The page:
A Jacksonville compounding pharmacy has agreed to pay $3.775 million to settle false claims allegations that it defrauded TRICARE. MediMix Specialty Pharmacy billed TRICARE for compounding pain prescriptions that came from an improper referral source. MediMix’s top-prescriber over a period of five years was also married to one of MediMix’s senior vice presidents. MediMix itself was one of TRICARE’s top billers for compounded pain medications.
Since the federal law limiting physician self-referrals, 42 U.S.C. 1395nn (more commonly called the “Stark law”) does not apply to TRICARE, the government proceeded under a law entitled Administrative Remedies for Fraud, Abuse, and Conflict of Interest, 32 C.F.R. 199.9, which is applicable for claims submitted to CHAMPUS and TRICARE. This law is much more broad than the Stark law. While the Stark law contains specific exceptions, this law does not.
Administrative Remedies for Fraud, Abuse, and Conflict of Interest defines the terms “abuse”, “fraud” and “conflict of interest” expansively, giving examples of each type of conduct. In the MediMix litigation, the US Attorney’s Office used one of the definitions of “fraud” against MediMix. In that example, fraud is described as “[a]rrangements by providers with employees, independent contractors, suppliers, or others which appear to be designed primarily to overcharge the [TRICARE program] through various means used to divert or conceal improper or unnecessary costs or profits.”
Below, for your education, we have provided a few examples of “abuse,” “fraud” and “conflict of interest” in the CHAMPUS and TRICARE programs, as those are proscribed by the law:
Charging CHAMPUS or TRICARE beneficiaries rates in excess of those routinely charged to other payors;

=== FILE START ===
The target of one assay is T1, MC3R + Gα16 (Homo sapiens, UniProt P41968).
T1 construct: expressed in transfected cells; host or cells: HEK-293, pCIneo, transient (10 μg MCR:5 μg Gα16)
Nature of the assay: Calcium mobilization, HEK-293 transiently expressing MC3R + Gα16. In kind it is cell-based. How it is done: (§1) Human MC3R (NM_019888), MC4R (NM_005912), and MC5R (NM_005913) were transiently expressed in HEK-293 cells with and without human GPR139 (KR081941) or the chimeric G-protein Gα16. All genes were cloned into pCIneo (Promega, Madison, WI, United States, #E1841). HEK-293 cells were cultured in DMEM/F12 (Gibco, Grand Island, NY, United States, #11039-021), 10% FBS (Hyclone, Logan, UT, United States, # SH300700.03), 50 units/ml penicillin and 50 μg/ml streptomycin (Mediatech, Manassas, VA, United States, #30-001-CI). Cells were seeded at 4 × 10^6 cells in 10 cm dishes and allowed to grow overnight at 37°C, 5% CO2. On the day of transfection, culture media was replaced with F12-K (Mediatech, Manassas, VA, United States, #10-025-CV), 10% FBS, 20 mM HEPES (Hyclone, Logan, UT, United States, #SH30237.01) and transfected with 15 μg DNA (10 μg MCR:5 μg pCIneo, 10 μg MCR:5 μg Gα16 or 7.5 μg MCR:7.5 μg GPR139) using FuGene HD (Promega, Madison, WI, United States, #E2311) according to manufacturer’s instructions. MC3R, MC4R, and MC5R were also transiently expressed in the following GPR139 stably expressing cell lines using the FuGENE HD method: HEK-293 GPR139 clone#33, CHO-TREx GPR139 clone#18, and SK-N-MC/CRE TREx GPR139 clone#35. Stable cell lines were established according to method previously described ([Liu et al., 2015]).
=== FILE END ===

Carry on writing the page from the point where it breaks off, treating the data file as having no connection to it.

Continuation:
Billing in excess of customary or reasonable charges;
Patterns of waiving patient’s co-pays or deductibles;
Submitting claims for payment that are not medically necessary;
Failing to maintain accurate medical or financial records; or
Providing inferior care that does not meet accepted standards of care.
Submitting claims when no services were actually provided to the patient;
Billing for non-covered or non-chargeable claims;
Billing beneficiaries for more amounts which exceed determined allowable charges or costs;
Over-utilizing medical care or services without proper regard for a patient’s particular needs; or
Conflict of Interest:
Any situation where an active duty member of the military or civilian employee of the United States Government, through an official federal position has the apparent or actual opportunity to exert any influence on the referral of patient to himself/herself or others with some potential for personal gain or the appearance of impropriety.
If your business submits claims for payment to CHAMPUS or TRICARE, you are well-served to review your policies and procures regarding medical necessity and billing in order to confirm that you are in compliance with the law.